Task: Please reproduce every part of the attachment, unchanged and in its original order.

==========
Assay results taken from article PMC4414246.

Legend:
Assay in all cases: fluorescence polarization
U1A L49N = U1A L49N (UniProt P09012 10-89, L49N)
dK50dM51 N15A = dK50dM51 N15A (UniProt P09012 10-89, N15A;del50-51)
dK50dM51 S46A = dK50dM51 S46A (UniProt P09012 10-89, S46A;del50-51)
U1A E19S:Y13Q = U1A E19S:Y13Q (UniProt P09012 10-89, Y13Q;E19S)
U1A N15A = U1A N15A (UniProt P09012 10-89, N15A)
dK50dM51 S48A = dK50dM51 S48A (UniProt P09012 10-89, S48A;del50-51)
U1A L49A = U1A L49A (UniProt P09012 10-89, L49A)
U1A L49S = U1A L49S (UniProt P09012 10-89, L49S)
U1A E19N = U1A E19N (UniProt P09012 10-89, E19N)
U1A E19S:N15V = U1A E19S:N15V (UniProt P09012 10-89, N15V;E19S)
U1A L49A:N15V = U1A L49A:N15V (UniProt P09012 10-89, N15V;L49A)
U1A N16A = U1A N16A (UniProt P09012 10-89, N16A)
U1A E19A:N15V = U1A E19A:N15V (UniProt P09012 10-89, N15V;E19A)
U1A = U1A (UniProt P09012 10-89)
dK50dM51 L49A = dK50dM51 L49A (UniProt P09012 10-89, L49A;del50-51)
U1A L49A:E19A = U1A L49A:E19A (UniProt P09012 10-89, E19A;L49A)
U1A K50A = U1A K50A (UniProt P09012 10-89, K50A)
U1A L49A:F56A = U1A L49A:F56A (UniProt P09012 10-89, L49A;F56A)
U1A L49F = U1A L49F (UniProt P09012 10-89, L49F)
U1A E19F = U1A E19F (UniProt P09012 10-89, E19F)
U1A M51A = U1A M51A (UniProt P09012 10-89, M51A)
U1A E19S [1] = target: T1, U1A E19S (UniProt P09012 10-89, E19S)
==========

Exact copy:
Assay results taken from article PMC4414246.

Legend:
Assay in all cases: fluorescence polarization
U1A L49N = U1A L49N (UniProt P09012 10-89, L49N)
dK50dM51 N15A = dK50dM51 N15A (UniProt P09012 10-89, N15A;del50-51)
dK50dM51 S46A = dK50dM51 S46A (UniProt P09012 10-89, S46A;del50-51)
U1A E19S:Y13Q = U1A E19S:Y13Q (UniProt P09012 10-89, Y13Q;E19S)
U1A N15A = U1A N15A (UniProt P09012 10-89, N15A)
dK50dM51 S48A = dK50dM51 S48A (UniProt P09012 10-89, S48A;del50-51)
U1A L49A = U1A L49A (UniProt P09012 10-89, L49A)
U1A L49S = U1A L49S (UniProt P09012 10-89, L49S)
U1A E19N = U1A E19N (UniProt P09012 10-89, E19N)
U1A E19S:N15V = U1A E19S:N15V (UniProt P09012 10-89, N15V;E19S)
U1A L49A:N15V = U1A L49A:N15V (UniProt P09012 10-89, N15V;L49A)
U1A N16A = U1A N16A (UniProt P09012 10-89, N16A)
U1A E19A:N15V = U1A E19A:N15V (UniProt P09012 10-89, N15V;E19A)
U1A = U1A (UniProt P09012 10-89)
dK50dM51 L49A = dK50dM51 L49A (UniProt P09012 10-89, L49A;del50-51)
U1A L49A:E19A = U1A L49A:E19A (UniProt P09012 10-89, E19A;L49A)
U1A K50A = U1A K50A (UniProt P09012 10-89, K50A)
U1A L49A:F56A = U1A L49A:F56A (UniProt P09012 10-89, L49A;F56A)
U1A L49F = U1A L49F (UniProt P09012 10-89, L49F)
U1A E19F = U1A E19F (UniProt P09012 10-89, E19F)
U1A M51A = U1A M51A (UniProt P09012 10-89, M51A)
U1A E19S [1] = target: T1, U1A E19S (UniProt P09012 10-89, E19S)